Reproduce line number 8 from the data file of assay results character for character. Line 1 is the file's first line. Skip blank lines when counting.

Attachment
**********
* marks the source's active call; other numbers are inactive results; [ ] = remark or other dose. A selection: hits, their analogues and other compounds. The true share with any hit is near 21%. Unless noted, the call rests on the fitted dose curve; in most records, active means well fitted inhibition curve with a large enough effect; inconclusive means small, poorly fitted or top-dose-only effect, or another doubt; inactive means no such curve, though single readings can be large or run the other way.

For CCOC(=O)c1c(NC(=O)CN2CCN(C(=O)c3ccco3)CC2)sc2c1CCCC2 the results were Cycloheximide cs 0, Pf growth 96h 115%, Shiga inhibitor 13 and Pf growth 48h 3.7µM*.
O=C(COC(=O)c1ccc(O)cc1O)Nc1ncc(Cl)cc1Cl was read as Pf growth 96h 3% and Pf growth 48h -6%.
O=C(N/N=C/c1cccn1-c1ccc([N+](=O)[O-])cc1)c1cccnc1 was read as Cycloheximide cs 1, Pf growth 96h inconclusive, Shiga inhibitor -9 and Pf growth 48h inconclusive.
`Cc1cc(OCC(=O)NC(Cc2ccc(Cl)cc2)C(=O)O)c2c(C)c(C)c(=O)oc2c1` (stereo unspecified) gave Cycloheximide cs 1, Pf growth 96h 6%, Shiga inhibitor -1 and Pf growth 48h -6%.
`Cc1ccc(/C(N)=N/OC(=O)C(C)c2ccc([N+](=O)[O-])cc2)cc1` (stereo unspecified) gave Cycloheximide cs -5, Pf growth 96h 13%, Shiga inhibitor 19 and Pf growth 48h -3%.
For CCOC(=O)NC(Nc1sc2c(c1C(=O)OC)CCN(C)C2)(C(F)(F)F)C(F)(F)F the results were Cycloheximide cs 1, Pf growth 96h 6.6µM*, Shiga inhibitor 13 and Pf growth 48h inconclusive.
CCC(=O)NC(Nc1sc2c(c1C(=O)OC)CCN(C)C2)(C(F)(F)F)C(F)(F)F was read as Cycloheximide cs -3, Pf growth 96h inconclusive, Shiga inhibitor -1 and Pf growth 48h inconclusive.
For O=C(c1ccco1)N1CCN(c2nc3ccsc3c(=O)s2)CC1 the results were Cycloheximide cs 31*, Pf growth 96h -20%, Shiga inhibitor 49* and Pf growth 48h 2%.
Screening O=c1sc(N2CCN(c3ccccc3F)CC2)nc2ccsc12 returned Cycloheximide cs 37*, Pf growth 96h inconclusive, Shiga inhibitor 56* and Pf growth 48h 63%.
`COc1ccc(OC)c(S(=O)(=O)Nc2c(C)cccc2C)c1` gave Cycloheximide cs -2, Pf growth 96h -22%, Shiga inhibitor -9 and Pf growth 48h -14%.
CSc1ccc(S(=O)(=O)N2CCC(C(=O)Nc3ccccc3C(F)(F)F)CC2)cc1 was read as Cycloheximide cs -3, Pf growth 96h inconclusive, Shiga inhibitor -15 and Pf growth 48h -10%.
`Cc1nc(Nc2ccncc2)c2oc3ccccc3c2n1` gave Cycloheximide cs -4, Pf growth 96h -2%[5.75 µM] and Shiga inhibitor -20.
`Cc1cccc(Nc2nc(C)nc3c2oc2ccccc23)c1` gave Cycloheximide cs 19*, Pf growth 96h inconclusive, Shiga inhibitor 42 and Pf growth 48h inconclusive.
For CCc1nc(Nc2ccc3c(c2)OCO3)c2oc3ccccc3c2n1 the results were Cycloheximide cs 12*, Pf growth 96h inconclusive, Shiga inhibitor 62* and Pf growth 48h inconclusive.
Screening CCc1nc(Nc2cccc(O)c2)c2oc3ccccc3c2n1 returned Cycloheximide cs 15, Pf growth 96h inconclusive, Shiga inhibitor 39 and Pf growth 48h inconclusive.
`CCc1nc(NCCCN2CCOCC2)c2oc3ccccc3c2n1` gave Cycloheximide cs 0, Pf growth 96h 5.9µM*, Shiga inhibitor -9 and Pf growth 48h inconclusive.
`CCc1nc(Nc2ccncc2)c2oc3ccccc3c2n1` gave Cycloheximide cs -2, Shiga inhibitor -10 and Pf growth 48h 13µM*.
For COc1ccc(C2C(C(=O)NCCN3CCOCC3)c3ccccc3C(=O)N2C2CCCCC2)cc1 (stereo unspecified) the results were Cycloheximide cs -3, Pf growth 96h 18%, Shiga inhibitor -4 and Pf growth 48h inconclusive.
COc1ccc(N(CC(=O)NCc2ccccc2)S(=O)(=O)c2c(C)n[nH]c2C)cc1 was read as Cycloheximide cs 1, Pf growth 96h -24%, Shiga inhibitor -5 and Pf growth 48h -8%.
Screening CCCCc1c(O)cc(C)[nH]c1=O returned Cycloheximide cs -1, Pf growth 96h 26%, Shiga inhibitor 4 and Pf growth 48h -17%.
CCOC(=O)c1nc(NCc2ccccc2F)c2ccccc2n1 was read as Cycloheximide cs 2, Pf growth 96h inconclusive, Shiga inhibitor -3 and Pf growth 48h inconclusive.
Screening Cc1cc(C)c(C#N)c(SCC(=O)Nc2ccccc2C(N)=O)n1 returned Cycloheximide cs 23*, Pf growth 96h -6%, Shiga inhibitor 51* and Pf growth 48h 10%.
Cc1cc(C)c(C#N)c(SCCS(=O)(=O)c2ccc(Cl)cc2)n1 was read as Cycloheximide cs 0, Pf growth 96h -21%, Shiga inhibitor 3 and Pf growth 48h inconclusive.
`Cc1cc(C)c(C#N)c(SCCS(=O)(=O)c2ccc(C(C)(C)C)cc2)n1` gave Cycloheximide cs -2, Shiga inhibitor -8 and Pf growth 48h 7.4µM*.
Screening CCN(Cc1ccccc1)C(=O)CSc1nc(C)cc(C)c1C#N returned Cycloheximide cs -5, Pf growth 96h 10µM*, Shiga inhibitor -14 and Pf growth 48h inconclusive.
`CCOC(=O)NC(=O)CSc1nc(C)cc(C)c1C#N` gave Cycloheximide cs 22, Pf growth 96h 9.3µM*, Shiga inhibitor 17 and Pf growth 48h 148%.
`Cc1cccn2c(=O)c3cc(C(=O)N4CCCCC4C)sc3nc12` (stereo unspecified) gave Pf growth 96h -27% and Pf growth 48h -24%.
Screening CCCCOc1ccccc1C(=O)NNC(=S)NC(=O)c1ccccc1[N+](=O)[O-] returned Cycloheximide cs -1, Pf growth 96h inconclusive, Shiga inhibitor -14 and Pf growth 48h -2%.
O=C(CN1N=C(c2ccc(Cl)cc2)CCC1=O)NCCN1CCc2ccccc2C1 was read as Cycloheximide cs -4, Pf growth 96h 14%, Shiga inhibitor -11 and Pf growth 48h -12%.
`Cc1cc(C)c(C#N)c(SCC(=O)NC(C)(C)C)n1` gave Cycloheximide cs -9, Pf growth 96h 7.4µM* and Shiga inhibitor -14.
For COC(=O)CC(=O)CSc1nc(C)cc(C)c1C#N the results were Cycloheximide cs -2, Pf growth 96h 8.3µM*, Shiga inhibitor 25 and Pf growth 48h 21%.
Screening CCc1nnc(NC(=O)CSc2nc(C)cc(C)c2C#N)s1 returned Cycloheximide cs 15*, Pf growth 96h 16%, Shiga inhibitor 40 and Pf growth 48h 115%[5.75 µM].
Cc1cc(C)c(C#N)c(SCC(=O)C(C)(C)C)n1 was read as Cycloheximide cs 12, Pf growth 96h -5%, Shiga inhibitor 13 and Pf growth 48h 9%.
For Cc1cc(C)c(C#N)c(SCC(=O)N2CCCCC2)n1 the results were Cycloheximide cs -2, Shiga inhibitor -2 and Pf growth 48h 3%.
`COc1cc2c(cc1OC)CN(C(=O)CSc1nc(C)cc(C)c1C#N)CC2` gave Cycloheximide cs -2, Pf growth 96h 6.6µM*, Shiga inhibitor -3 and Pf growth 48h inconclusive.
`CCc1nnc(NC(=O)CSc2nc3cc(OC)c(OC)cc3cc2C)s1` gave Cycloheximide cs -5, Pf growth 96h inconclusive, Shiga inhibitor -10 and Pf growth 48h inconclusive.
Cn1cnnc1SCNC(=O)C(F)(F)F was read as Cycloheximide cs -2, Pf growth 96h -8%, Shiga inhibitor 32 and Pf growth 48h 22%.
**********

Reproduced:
CCC(=O)NC(Nc1sc2c(c1C(=O)OC)CCN(C)C2)(C(F)(F)F)C(F)(F)F was read as Cycloheximide cs -3, Pf growth 96h inconclusive, Shiga inhibitor -1 and Pf growth 48h inconclusive.